Linear dimensionality reduction techniques are widely used in neuroscience to study how behaviourally-relevant variables are represented in the neurons. The general approach goes like this – (i) apply dimensionality reduction e.g. PCA on trial-averaged activity of a population of neurons to identify a -dimensional subspace () capturing a sufficient fraction of neural activity, and (ii) examine how neural dynamics evolve within this subspace to (hopefully) gain insights about neural computation. This recipe has largely been successful (ignoring failures that generally go unpublished): the reduced dimensionality of neural datasets is often quite small and the corresponding low-dimensional dynamical portraits are usually interpretable. However, neuroscientists observe only a tiny fraction of the complete neural population. So could the success of dimensionality reduction be an artefact of severe subsampling? This is precisely the question that Gao et al. attempt to answer in their paper.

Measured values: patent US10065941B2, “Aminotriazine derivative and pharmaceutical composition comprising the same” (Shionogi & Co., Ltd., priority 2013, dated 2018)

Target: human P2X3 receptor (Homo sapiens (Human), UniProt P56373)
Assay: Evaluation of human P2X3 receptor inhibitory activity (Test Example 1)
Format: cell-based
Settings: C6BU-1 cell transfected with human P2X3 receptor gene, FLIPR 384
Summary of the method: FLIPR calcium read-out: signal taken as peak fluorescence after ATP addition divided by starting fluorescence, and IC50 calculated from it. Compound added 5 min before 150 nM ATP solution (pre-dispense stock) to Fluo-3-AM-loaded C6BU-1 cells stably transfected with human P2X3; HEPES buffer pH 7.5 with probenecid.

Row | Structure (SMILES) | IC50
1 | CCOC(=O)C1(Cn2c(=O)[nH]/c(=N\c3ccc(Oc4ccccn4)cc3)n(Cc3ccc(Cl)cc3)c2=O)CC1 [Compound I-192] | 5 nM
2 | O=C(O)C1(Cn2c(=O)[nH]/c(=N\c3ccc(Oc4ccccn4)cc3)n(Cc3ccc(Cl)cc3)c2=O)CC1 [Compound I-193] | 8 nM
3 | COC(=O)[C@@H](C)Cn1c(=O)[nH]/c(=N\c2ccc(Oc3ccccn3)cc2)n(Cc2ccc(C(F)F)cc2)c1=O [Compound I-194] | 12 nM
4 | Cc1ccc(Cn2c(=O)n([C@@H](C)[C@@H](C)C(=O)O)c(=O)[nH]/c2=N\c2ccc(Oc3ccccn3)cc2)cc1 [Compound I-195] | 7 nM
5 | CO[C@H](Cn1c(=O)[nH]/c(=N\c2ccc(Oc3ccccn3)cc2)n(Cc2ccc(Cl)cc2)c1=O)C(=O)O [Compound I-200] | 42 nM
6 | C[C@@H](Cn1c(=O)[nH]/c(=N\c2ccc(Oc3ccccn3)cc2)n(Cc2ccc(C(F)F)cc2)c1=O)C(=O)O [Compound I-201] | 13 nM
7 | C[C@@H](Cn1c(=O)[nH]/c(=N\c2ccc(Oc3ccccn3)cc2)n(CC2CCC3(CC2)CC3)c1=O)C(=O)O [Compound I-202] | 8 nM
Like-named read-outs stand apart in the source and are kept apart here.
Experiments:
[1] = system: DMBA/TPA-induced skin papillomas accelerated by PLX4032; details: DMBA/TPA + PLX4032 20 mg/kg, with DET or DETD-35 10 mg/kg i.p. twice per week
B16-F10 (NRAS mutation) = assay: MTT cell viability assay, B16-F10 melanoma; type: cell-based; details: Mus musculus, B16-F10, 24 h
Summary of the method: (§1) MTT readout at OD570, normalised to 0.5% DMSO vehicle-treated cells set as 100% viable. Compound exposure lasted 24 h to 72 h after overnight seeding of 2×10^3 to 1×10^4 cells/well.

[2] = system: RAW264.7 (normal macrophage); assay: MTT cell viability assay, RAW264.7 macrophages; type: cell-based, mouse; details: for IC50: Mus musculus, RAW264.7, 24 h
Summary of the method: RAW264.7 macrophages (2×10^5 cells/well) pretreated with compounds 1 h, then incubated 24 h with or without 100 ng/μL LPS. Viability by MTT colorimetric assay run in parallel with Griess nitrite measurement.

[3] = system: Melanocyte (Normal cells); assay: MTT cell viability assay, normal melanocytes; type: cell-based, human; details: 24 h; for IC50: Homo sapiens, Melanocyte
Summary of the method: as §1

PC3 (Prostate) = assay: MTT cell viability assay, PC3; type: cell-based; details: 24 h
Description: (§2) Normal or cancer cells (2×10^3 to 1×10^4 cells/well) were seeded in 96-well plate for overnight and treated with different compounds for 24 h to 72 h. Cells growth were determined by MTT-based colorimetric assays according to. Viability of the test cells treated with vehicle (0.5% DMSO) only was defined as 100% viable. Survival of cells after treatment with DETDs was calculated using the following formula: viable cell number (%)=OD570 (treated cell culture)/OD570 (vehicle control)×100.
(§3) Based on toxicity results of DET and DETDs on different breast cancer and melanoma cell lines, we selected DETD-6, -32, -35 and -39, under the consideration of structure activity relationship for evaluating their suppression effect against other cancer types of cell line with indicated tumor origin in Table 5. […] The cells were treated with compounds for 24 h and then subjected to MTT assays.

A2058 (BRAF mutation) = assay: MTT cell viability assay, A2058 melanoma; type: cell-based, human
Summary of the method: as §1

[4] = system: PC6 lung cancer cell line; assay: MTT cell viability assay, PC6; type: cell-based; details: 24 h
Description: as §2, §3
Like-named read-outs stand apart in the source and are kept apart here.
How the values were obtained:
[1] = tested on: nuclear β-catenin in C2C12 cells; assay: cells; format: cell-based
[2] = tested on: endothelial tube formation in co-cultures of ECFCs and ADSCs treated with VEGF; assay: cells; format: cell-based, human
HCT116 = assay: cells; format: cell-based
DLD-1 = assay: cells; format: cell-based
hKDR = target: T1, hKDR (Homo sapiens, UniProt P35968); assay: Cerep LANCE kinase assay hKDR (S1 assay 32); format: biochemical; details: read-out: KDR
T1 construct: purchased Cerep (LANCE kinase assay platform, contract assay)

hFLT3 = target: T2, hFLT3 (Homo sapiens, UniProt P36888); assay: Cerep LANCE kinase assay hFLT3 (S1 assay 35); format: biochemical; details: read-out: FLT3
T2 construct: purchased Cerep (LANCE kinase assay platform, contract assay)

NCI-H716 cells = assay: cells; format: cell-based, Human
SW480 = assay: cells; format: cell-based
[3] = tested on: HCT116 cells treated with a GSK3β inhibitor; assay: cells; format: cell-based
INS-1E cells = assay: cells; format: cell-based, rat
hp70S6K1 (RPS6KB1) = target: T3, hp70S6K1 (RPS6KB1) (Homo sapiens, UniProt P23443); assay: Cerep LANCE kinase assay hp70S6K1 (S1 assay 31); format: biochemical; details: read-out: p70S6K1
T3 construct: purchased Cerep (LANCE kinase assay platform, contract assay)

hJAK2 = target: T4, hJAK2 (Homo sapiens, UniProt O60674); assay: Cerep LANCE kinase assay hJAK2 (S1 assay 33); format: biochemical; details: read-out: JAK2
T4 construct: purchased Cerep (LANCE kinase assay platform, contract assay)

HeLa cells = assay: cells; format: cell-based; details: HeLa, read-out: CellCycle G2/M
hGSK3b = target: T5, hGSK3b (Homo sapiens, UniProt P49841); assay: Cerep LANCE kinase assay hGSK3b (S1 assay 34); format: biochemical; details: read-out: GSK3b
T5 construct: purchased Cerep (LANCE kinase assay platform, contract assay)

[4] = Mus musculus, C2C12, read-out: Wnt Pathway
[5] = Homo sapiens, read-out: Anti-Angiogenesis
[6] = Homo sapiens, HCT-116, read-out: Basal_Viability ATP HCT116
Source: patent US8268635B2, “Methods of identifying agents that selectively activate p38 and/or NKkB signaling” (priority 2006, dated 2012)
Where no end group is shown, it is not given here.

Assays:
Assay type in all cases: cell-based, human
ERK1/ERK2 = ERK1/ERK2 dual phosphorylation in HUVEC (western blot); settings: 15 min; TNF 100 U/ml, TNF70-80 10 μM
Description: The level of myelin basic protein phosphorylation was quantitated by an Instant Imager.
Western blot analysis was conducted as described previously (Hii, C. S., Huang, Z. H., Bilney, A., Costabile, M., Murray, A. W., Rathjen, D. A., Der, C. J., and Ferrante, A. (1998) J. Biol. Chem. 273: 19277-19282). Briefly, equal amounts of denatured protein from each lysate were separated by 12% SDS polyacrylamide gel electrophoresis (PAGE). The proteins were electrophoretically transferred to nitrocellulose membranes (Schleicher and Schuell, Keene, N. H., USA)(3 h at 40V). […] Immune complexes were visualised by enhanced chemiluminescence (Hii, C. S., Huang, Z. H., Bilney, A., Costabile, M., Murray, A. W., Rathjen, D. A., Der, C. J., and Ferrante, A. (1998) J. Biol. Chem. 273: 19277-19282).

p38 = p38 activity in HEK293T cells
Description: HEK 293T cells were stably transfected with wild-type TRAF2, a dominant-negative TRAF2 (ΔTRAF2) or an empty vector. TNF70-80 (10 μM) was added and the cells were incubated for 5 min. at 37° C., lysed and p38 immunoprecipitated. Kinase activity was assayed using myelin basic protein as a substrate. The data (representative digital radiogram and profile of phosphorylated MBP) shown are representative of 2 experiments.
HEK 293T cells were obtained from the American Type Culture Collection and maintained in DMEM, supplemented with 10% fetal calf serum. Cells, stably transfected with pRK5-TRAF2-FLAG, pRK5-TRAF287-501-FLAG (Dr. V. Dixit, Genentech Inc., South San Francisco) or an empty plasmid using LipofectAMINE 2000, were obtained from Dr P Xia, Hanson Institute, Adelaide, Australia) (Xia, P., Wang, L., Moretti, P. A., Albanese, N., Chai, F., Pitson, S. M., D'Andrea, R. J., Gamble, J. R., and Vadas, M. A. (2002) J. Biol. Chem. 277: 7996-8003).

They first develop a theory that describes how neural dimensionality (defined below) is bounded by the task design and some easy-to-measure properties of neurons. Then they adapt the mathematical theory of random projection to neuroscience setting and obtain the amount of geometric distortion in the neural trajectories introduced by subsampling, or equivalently, the minimum number of neurons one has to measure in order to achieve an arbitrarily small distortion in a real experiment. Throughout this post, I use the term *neural dimensionality* in the same sense that the authors use in the paper: the dimension of the smallest affine subspace that contains a large (~80 – 90%) fraction of the neural trajectories. Note that this notion of dimensionality differs from the intrinsic dimensionality of the neural manifold, which is usually much smaller.